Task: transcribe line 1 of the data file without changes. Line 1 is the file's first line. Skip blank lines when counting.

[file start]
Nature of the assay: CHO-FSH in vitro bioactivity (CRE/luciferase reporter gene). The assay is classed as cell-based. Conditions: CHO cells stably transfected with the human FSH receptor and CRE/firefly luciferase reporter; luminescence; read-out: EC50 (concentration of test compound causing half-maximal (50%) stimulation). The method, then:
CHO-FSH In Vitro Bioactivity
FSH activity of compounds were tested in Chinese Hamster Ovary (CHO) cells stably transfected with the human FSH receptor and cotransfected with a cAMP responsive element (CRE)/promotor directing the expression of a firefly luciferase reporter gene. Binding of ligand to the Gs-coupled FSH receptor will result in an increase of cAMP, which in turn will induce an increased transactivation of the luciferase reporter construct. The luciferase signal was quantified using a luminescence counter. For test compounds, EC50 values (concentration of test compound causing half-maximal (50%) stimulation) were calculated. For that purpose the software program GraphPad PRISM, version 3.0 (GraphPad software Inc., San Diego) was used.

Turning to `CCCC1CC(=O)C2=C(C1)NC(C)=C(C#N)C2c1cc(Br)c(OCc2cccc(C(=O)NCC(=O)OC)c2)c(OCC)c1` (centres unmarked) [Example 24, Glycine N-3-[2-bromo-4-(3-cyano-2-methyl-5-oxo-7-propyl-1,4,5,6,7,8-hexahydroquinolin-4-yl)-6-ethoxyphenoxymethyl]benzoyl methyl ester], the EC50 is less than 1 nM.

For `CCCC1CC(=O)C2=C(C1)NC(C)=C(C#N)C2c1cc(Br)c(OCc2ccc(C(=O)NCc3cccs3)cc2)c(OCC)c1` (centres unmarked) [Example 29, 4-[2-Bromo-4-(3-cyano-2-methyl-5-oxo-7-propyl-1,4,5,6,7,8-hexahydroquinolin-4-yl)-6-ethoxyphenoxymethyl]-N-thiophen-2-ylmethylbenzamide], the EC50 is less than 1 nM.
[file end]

Nature of the assay: CHO-FSH in vitro bioactivity (CRE/luciferase reporter gene). The assay is classed as cell-based. Conditions: CHO cells stably transfected with the human FSH receptor and CRE/firefly luciferase reporter; luminescence; read-out: EC50 (concentration of test compound causing half-maximal (50%) stimulation). The method, then: